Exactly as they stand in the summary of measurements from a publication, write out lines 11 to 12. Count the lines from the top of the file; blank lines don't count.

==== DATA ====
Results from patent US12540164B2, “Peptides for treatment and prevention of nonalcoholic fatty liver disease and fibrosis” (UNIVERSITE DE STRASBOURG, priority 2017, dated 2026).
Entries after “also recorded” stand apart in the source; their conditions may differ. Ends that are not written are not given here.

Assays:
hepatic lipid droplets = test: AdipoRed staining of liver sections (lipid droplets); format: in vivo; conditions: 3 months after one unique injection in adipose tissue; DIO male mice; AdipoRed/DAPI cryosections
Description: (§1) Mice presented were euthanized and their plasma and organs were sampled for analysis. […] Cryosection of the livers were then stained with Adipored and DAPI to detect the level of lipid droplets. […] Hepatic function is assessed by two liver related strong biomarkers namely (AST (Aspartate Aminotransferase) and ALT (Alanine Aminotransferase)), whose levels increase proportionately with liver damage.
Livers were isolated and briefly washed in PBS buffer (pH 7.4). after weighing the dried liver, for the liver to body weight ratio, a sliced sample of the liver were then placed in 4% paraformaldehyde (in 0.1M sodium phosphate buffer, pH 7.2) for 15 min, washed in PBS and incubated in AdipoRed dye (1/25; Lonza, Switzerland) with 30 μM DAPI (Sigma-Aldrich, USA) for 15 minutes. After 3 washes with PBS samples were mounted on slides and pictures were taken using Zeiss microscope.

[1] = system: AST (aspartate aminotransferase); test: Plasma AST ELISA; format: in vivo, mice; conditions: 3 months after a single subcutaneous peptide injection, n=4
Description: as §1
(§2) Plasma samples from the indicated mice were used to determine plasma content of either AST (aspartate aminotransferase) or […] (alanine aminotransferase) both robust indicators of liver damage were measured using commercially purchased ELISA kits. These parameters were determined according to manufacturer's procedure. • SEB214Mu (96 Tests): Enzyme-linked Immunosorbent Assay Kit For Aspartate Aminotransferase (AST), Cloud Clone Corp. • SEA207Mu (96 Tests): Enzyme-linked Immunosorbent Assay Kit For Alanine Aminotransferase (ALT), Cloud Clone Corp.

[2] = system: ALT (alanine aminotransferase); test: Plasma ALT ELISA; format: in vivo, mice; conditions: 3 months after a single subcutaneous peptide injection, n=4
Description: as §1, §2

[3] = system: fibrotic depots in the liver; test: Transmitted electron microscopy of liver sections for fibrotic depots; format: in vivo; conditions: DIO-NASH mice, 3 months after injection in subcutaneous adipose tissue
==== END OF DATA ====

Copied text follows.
Description: as §1, §2

[3] = system: fibrotic depots in the liver; test: Transmitted electron microscopy of liver sections for fibrotic depots; format: in vivo; conditions: DIO-NASH mice, 3 months after injection in subcutaneous adipose tissue